University of Minnesota

Vilhjalmur Stefansson

1879 — 1962

Famed Nordic-American Arctic explorer, Stefansson was born on November 3, 1879 in Ames, Manitoba to two Icelandic immigrants. He was expelled from preparatory school for “inciting a riot” among students, graduated from the University of Iowa with a BA, and, after a year at Harvard Divinity School, became a self-educated anthropologist and adventurer.

He spent two decades on Arctic expeditions and lived on the land, inserting himself into Inuit tribes for months at a time. He complemented these Arctic expeditions with Biblical scholarship about the righteousness of eating fat. He even concocted dramatic experiments subsisting on meat, including living a year, 1928, with a colleague in Belleview Hospital eating an all-meat diet purported to be 80% calories from beef and mutton fat. “Never felt better!” he reported at the time.

From the 1920s to the 1950s, Stefansson rode high as a popular international figure, lecturing, writing books, and promoting a meat-eating, Neolithic lifestyle. Along the way, and long before Dr. Atkins’ fame, he championed a series of high-fat eating patterns, including the Friendly Arctic Diet, and the Holiday Diet used in fashionable Manhattan obesity practices. His support withered and his star declined with the advent of new ideas about fats and disease.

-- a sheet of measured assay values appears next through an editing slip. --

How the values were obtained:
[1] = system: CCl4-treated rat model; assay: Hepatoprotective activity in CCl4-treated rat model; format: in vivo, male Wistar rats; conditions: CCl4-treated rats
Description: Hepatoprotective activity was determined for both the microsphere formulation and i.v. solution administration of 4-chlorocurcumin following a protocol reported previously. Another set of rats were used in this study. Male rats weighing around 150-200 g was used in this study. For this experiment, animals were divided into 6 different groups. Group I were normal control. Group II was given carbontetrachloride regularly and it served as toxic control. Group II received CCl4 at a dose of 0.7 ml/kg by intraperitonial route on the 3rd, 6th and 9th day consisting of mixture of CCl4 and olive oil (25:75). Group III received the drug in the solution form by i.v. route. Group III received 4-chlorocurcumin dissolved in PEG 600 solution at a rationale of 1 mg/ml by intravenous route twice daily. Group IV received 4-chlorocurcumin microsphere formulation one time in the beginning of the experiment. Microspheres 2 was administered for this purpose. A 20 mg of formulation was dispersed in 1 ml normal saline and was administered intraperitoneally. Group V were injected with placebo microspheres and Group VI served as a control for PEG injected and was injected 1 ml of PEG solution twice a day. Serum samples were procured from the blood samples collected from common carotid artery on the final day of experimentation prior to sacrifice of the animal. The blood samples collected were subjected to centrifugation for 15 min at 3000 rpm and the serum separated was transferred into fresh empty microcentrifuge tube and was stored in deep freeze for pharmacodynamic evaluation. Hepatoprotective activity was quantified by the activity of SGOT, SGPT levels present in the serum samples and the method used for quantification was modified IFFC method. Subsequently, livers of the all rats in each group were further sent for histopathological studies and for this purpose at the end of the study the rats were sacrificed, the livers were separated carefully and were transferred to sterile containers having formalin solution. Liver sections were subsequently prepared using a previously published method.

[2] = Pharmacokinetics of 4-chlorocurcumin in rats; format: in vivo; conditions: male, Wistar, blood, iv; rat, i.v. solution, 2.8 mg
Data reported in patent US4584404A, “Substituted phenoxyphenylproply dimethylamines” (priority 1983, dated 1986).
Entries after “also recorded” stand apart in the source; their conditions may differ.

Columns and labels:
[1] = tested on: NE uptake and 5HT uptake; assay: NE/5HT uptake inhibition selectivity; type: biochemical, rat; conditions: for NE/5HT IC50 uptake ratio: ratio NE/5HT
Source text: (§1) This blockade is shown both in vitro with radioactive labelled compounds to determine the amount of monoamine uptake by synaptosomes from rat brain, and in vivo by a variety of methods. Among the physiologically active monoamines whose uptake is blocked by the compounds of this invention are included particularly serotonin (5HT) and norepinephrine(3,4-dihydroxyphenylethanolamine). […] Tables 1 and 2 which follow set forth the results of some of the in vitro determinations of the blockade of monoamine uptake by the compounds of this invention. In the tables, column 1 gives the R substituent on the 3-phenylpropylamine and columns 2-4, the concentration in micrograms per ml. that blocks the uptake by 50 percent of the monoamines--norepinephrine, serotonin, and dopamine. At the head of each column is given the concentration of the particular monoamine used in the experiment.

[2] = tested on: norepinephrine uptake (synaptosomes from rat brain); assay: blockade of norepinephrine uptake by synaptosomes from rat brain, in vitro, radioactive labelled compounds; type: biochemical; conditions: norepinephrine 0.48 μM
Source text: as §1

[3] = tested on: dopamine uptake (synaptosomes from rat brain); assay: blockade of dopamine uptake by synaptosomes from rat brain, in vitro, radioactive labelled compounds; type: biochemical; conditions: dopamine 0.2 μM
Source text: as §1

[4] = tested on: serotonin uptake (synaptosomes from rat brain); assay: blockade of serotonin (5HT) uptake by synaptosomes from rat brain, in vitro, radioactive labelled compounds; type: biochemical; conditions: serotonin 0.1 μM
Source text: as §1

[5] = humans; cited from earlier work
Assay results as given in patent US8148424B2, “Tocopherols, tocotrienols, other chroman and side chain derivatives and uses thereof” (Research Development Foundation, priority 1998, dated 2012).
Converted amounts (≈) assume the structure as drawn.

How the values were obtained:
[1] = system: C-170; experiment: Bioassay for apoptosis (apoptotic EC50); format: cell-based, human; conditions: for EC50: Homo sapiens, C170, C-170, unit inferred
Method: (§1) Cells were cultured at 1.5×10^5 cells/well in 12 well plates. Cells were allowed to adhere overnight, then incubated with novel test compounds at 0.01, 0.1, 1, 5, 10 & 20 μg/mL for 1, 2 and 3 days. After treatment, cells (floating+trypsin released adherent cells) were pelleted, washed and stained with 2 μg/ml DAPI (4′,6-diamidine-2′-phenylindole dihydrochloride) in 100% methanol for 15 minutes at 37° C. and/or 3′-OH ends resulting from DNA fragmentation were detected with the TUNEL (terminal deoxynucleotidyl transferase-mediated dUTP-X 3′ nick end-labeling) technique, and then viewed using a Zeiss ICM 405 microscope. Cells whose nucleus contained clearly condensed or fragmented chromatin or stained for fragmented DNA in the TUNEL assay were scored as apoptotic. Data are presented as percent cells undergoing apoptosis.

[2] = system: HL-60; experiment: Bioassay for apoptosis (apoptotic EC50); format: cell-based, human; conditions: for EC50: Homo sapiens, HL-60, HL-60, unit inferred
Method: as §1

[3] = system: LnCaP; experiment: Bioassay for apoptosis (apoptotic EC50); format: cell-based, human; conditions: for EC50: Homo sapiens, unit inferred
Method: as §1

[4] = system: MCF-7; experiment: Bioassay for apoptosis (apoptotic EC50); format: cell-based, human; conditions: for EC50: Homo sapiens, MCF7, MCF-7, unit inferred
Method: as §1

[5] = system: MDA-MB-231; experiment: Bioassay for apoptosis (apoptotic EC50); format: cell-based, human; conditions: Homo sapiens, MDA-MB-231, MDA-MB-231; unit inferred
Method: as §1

He sought the company of Ancel Keys, Paul White, and Fred Stare, and received cautious endorsements from the two latter for his books.

He spent the last years of his life lecturing and writing at Dartmouth College and died in Hanover in 1962.


Stefansson,Vilhjalmur (1956). Fat of the Land. The Macmillan Company, New York.